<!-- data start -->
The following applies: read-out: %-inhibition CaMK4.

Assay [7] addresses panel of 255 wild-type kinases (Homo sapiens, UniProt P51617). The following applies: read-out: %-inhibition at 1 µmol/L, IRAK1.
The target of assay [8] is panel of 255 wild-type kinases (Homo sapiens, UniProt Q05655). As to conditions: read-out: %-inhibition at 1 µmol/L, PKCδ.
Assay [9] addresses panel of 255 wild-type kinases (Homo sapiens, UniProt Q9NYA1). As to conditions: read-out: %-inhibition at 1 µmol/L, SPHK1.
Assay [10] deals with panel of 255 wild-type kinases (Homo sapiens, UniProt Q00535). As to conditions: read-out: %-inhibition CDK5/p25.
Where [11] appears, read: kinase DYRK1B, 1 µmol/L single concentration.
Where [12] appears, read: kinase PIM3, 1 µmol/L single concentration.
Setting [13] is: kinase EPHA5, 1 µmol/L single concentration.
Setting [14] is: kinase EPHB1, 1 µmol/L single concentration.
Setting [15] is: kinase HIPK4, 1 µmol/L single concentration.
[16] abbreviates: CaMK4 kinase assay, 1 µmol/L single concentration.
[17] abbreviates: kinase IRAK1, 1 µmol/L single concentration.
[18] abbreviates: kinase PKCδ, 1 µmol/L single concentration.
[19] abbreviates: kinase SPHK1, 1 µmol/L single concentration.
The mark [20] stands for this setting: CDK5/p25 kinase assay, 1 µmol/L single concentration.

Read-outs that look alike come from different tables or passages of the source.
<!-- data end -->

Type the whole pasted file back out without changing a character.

The following applies: read-out: %-inhibition CaMK4.

Assay [7] addresses panel of 255 wild-type kinases (Homo sapiens, UniProt P51617). The following applies: read-out: %-inhibition at 1 µmol/L, IRAK1.
The target of assay [8] is panel of 255 wild-type kinases (Homo sapiens, UniProt Q05655). As to conditions: read-out: %-inhibition at 1 µmol/L, PKCδ.
Assay [9] addresses panel of 255 wild-type kinases (Homo sapiens, UniProt Q9NYA1). As to conditions: read-out: %-inhibition at 1 µmol/L, SPHK1.
Assay [10] deals with panel of 255 wild-type kinases (Homo sapiens, UniProt Q00535). As to conditions: read-out: %-inhibition CDK5/p25.
Where [11] appears, read: kinase DYRK1B, 1 µmol/L single concentration.
Where [12] appears, read: kinase PIM3, 1 µmol/L single concentration.
Setting [13] is: kinase EPHA5, 1 µmol/L single concentration.
Setting [14] is: kinase EPHB1, 1 µmol/L single concentration.
Setting [15] is: kinase HIPK4, 1 µmol/L single concentration.
[16] abbreviates: CaMK4 kinase assay, 1 µmol/L single concentration.
[17] abbreviates: kinase IRAK1, 1 µmol/L single concentration.
[18] abbreviates: kinase PKCδ, 1 µmol/L single concentration.
[19] abbreviates: kinase SPHK1, 1 µmol/L single concentration.
The mark [20] stands for this setting: CDK5/p25 kinase assay, 1 µmol/L single concentration.

Read-outs that look alike come from different tables or passages of the source.